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How Were Slaves Involved/ Affected In The Civil War
Transcript of How Were Slaves Involved/ Affected In The Civil War
This document allowed slaves to join the Union’s army
Some slaves fought for the South, but most stayed on plantations. Black Soldiers About 186,000 Black soldiers fought in the Civil War, 93,000 from Confederate States, 40,000 from Border Slave States, and 53,000 from Free States
Blacks were accepted into the Union’s army, but were mostly thought of as an inferior.
Black soldiers usually preformed non combat duties and were usually payed about $6.50 less than white soldiers
Most believed that they were fighting for they’re freedom from slavery. Slaves In the South Slaveholders thought slaves would be loyal to the South, but most were not.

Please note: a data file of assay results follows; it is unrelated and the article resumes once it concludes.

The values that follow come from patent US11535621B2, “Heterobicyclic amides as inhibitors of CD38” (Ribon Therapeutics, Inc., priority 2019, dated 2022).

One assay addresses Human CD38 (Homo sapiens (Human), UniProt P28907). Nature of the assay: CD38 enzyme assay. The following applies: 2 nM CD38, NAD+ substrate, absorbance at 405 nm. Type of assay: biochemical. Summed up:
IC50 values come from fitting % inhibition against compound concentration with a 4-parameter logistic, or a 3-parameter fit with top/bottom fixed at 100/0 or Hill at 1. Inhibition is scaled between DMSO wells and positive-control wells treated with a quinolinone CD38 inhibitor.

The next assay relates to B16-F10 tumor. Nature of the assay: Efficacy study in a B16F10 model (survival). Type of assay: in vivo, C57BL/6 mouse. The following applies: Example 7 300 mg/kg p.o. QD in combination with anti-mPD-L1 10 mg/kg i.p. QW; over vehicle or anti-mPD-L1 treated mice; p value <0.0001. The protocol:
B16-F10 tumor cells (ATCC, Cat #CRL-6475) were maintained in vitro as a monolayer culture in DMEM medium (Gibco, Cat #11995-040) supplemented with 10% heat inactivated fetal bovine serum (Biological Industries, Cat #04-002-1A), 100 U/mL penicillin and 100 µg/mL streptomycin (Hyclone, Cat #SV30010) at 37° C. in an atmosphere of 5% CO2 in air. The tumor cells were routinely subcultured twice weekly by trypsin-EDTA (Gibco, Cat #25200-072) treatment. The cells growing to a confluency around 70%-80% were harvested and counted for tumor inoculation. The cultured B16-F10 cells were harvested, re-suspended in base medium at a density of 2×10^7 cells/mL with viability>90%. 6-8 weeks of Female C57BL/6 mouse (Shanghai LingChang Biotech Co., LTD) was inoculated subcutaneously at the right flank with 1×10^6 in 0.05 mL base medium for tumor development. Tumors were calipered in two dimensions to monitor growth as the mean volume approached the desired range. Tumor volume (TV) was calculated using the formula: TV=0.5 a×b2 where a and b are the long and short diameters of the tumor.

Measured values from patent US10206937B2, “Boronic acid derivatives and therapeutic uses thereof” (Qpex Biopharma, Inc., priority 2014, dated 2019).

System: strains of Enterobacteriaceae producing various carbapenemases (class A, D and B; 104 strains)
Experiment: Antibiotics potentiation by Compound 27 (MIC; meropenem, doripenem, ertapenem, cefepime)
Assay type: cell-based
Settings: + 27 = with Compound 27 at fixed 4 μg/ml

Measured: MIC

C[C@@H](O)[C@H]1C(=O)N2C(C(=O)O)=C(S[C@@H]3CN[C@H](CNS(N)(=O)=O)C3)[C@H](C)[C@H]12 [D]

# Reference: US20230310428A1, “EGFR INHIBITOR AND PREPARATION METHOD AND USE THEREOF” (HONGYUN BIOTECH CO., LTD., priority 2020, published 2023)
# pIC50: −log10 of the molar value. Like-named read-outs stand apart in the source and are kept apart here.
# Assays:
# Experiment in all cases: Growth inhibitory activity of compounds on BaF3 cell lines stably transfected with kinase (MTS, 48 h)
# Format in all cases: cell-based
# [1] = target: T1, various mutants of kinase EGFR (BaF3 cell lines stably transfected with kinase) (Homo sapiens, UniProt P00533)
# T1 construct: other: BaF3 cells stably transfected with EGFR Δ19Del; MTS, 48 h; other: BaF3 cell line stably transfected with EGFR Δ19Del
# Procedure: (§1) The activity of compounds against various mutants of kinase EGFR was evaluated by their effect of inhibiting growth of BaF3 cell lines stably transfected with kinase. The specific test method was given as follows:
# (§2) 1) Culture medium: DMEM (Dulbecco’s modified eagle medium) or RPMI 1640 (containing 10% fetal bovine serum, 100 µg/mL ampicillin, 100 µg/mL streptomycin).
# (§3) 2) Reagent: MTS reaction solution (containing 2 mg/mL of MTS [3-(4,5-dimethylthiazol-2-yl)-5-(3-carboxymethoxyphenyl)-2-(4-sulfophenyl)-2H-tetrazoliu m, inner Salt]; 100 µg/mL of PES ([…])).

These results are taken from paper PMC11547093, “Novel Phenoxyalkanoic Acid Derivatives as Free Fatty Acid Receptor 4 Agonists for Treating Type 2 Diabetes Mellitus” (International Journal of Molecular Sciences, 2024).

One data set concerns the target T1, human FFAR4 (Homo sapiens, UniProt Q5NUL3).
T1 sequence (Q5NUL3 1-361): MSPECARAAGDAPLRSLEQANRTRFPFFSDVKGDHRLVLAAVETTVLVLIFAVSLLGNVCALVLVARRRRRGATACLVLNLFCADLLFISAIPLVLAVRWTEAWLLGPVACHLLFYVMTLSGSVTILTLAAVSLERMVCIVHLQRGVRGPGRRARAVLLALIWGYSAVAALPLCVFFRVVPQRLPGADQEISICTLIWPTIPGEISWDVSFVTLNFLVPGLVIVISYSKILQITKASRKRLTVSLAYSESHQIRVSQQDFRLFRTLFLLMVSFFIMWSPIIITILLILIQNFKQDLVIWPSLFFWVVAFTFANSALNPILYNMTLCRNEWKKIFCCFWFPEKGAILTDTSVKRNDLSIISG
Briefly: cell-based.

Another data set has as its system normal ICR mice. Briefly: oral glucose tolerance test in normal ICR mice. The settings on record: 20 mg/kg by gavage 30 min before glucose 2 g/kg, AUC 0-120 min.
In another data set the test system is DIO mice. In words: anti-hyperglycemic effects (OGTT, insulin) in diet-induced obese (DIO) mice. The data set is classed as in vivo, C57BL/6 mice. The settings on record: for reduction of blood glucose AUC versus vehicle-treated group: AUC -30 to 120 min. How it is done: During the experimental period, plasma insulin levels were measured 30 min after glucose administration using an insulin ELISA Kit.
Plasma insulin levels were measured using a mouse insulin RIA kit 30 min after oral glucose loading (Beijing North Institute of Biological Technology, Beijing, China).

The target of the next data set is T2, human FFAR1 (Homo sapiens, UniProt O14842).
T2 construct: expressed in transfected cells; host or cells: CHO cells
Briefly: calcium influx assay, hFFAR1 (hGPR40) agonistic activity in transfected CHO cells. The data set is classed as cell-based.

Most slaves stayed on plantations and worked as normal.
After Union soldiers successfully invaded the South, Slaves were freed because of the Emancipation Proclamation, and most fled to the North, or fought with the Union.
After Civil War some stayed in the South, because of little money to travel, and faced much discrimination. "Once let the black man get upon his person the brass letters U.S., let him get an eagle on his button, and a musket on his shoulder and bullets in his pockets, and there is no power on earth which can deny that he has earned the right of citizenship in the United States." Quote From Federick Douglass Overall Affect On Slaves On December 18th 1865, the 13th amendment was passed, making it illegal for slavery or involuntary work illegal.
On April 9, 1865, when General Lee surrendered, the 13th amendment now went into affect for the South, freeing all slaves.
Even though they were free they would still face a lot of discrimination Bibliography http://www.pbs.org/wgbh/aia/part4/4p2967.html,PBS
Reidy, Joseph P. Black Men in Navy Blue During Civil War
http://lcweb2.loc.gov/ammem/ndlpedu/features/timeline/civilwar/aasoldrs/soldiers.html, Civil War and Reconstruction 9/26/2002
How slaves were involved/ affected in the civil war Forrest Sams, Joseph Kasal go down Blacks were accepted into the Union’s army, but were mostly thought of as an inferior.